You can train your pet to understand this by simply using the repetition technique. Therefore, every time your dog sits on you, tap on the space next to you to make it understand that it needs to sit there. By doing so, your dog will not feel cast aside.
Remember training a dog needs determination, duration, and direction. With a Rottweiler, you have to add devotion to the list too.
Respect Your Dog
Rottweilers are house pets. Early training and socialization are vital. But, the Rottie is a very intelligent animal. And, it does have an independent streak. So, remember to treat it with respect.
Your Rottie is a member of the family and should be made to feel that way. Keeping your pet away from the house, and family members will only promote the dog to be more aggressive.
The sooner your Rottie is trained to behave, the better it will be for you and your furry friend. Formal dog training involves behavioral, obedience, and agility training.
You can even take it a step further to teach your pet vocational training. Now, pet owners are novices when it comes to training. Therefore, if your dog is demonstrating assertive behavior, then formal training can do a lot of good.
Here are some types of training you should know about.
Behavioral Training: teaches dogs to be well behaved around other animals as well as people. The goal is to make your Rottweiler a good citizen, with a firm hold on basic commands and a grip on minor issues, such as excessive barking or chewing.
Obedience training: is more advanced. This is where the trainers try to identify certain aggressive tendencies in your pet. It is then their job to undo the prior negative training and retrain your dog.
Agility training: is meant for dogs that participate in dog sports. And, when we say sport, we mean the Olympics for dogs (almost), so peak physical fitness is crucial for both the dog and its handler/trainer.
And, as luck would have it, the Rottweiler is a star when it comes to agility training. But, if you really want your Rottie to flourish, get it into vocational training.
Vocational training: is where dogs learn a different set of skills. They may learn to herd, assist the disabled or even, do search and rescue work. Rottweilers even work with law enforcement Agencies.
Herding is particularly ideal for Rottweiler as they were originally ‘drovers.’ It means in the past, Rotties used to protect cattle and other livestock on farms. In these training programs, canines are taught specific techniques to hone their senses and be able to communicate with the people to accomplish the tasks at hand.
Brain Training For Dogs
If you’re interested in training your dog, then I highly recommend checking out Brain Training For Dogs. It’s a training course based on positive reinforcement instead of punishment or trying to be the alpha dog,
What Should You Avoid Doing to Stop Your Dog Sitting on You?
As a pet parent, you can get things wrong occasionally too, and there’s no harm in that just as long as you realize the error of your way (proverbially speaking) and work to fix it.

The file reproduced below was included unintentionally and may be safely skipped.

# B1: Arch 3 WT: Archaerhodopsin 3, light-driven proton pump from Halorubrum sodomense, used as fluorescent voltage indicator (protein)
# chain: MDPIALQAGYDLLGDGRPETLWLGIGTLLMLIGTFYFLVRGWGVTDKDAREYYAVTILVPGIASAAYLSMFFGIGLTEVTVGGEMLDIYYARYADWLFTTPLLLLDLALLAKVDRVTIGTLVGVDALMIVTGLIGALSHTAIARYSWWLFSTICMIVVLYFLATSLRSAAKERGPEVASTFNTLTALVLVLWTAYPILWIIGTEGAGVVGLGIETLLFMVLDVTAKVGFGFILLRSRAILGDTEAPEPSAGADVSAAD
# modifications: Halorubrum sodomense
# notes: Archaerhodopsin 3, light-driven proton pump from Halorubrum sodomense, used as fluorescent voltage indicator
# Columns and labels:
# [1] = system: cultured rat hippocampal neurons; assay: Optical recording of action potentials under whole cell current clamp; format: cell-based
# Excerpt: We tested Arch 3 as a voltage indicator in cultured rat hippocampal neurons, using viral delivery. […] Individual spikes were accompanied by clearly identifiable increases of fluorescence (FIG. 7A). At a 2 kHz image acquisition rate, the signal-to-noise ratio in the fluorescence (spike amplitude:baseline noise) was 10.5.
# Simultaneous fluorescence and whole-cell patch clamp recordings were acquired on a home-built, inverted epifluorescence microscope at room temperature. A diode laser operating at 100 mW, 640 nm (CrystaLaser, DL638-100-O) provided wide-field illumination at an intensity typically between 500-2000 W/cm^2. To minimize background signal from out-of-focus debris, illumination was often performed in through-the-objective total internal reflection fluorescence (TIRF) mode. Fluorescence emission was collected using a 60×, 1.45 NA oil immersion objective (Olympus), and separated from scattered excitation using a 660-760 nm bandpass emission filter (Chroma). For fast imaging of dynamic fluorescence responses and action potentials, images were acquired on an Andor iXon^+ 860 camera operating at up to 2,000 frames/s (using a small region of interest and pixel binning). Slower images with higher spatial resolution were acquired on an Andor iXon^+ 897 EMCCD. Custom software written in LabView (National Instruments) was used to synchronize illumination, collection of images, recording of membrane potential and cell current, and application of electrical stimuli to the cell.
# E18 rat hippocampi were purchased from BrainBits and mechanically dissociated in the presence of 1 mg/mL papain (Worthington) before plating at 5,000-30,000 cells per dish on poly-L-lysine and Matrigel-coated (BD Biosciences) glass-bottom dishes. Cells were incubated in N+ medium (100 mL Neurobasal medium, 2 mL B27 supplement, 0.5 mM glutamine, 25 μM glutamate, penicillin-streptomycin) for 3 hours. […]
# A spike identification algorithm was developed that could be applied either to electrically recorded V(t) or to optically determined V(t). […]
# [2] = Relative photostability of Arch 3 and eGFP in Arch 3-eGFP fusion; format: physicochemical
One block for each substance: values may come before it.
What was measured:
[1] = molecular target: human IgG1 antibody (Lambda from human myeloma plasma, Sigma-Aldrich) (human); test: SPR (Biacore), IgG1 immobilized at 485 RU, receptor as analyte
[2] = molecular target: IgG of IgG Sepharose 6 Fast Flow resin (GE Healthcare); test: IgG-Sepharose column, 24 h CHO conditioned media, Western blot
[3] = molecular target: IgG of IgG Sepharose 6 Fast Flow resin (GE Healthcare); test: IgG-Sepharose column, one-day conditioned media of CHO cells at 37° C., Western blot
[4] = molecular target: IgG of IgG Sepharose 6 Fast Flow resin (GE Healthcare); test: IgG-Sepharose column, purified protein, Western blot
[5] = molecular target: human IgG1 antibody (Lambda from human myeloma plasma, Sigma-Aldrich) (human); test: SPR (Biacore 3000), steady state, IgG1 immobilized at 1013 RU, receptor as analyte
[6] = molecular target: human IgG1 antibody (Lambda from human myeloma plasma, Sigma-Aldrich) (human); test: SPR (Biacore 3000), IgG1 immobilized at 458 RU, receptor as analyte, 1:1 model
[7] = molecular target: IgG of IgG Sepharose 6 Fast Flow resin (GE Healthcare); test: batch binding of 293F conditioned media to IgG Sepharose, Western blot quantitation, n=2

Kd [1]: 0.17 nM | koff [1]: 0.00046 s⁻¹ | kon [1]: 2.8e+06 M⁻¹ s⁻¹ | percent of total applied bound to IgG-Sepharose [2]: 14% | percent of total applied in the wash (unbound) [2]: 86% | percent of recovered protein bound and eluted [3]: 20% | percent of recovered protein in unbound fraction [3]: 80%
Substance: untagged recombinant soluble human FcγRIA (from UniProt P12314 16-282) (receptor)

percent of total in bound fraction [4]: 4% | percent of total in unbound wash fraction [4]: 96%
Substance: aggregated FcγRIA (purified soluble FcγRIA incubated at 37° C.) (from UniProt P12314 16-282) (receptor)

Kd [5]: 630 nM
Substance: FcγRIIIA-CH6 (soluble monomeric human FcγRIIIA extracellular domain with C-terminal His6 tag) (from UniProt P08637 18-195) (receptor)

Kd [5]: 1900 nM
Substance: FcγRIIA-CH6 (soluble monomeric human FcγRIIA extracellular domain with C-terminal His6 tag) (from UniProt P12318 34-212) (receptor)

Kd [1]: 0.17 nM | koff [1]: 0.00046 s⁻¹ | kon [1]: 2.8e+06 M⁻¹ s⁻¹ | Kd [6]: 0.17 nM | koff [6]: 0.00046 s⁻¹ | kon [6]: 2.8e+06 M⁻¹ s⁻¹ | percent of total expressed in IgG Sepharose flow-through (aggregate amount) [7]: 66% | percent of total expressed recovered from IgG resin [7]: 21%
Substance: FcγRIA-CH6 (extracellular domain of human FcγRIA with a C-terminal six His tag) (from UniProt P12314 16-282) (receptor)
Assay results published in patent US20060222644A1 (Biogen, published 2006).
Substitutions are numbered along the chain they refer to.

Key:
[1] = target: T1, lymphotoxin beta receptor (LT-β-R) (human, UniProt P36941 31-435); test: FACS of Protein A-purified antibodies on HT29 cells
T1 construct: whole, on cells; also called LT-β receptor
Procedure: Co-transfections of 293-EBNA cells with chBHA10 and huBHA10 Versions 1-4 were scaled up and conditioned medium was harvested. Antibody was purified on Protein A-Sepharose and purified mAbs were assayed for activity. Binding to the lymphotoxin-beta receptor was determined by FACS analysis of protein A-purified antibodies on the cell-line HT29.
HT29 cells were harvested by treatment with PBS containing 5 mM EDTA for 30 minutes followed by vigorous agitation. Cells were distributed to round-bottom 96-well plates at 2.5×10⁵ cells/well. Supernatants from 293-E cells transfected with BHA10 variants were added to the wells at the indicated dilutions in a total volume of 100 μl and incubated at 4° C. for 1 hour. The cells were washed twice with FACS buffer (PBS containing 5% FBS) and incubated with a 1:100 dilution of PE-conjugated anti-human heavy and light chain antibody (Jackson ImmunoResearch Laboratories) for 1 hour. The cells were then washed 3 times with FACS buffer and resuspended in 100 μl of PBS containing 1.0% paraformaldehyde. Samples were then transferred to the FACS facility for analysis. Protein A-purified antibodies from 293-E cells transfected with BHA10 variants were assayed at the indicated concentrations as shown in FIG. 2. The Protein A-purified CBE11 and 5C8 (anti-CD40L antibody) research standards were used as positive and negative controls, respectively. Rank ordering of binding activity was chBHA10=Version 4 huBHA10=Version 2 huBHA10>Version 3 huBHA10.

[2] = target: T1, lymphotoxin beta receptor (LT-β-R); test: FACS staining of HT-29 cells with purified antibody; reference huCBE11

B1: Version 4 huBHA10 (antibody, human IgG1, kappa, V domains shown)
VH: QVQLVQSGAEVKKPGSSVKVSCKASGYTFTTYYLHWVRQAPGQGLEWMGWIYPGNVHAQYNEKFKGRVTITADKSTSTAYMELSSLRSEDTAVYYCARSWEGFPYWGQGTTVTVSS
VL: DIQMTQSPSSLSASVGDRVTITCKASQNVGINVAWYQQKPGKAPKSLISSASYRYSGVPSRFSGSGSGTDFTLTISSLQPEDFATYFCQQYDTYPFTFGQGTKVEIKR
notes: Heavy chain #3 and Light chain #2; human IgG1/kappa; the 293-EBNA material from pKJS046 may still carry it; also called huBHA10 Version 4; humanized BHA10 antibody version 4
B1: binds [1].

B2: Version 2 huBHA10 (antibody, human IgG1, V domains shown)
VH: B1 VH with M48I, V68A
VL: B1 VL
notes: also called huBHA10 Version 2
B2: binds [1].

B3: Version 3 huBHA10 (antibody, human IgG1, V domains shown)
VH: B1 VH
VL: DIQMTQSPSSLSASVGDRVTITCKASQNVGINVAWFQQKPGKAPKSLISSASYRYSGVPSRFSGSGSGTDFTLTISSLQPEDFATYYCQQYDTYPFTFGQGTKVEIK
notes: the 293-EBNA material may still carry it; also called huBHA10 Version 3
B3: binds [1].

What we mean is, your behavior may be encouraging your pet to sit on you, and you should not do these things to get your Rottie to behave.
Avoid Encouraging Negative Behavior
Your dog feels bored and sits on you, and instead of stopping your pet, you get up to go play with it. Congratulations, you have just encouraged negative behavior, and you should always refrain from such actions.
But, if your dog sits on you and you get it to sit beside you or you manage to get your pet to sit on the floor close to you, then you should reward your doggie’s good behavior.
You can treat your Rott by playing with it because a good game of fetch goes a long way. Or, you can give your furry best-friend its favorite treat.
Don’t Overlook Your Dog’s Behavioral Changes
As mentioned above, you need to understand why your Rottweiler sometimes sits on you.
For instance, if you see your Rottie make ‘whale eyes,’ you ought to know that he’s anxious. Whale eyes are the term used for when your dog’s eyes are bulging, and the white around the iris is visible.
When you see your pet with Whale eyes, you need to calm your Rottweiler down. You can do so in some ways. For instance, your undivided attention will calm your Rottweiler’s anxiety.
Attention doesn’t mean snuggling with your dog the whole day. Your Rottweiler needs training, exercise, and some playtime. Taking care of its needs regularly manifests into love and attention.
Although there are circumstances, your Rottweiler may need more than just love and care. If your pet is showing aggressive behavior, coupled with trying to sit on top of you, then your dog needs formal training.
If you were in a dilemma, hopefully, we’ve solved the mystery of why your Rottweiler loves to sit on you.
As a caring pet parent, it is essential to identify the behavioral changes in your loyal companion. Be it stress, anxiety, a show of affection, a display of dominance, or even simple boredom – such changes can trigger your furry friend to behave oddly.
Sitting on you is just one way for your best bud to show you that it needs your care and attention. Not to mention, with a bit of proper training, your Rottweiler can do a full 180 and become an outstanding canine citizen of the community.